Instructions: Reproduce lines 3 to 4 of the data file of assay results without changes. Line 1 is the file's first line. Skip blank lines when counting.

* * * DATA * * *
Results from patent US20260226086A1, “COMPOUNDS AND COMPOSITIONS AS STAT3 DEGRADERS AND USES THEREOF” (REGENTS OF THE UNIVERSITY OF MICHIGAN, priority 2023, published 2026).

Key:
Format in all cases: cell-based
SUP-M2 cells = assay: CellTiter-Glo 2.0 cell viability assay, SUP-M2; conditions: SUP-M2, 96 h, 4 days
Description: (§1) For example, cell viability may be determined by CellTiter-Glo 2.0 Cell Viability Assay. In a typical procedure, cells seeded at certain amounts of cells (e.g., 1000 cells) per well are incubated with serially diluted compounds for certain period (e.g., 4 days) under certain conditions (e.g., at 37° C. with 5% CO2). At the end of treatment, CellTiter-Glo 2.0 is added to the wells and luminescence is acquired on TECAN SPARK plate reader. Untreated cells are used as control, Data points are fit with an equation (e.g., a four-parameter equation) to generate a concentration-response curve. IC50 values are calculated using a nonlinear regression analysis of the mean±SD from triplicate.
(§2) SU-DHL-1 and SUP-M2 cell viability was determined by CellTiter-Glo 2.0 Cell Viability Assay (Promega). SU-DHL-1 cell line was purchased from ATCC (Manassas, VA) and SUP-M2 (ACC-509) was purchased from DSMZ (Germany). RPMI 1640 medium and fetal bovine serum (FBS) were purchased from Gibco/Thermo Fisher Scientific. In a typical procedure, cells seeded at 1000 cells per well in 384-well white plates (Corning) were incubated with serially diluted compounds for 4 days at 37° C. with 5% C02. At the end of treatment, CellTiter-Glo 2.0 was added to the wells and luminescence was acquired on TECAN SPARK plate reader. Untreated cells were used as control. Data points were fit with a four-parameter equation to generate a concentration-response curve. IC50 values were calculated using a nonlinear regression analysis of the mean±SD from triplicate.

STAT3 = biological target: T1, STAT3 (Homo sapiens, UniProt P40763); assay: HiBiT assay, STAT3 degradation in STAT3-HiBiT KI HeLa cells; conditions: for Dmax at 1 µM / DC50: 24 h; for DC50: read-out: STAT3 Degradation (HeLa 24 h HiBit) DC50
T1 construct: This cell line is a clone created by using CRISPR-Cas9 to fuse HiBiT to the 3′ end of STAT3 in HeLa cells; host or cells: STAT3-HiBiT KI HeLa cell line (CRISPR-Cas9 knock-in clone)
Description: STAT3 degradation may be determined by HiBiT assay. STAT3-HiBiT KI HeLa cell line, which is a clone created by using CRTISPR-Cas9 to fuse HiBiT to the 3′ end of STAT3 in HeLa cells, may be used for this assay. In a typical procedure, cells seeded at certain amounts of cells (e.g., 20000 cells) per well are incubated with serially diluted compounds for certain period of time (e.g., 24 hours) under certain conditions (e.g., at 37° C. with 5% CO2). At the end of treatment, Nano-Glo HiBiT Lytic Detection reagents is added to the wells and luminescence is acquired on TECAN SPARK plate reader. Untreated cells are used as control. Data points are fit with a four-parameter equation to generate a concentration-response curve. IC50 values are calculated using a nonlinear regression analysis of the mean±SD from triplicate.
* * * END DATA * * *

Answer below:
Format in all cases: cell-based
SUP-M2 cells = assay: CellTiter-Glo 2.0 cell viability assay, SUP-M2; conditions: SUP-M2, 96 h, 4 days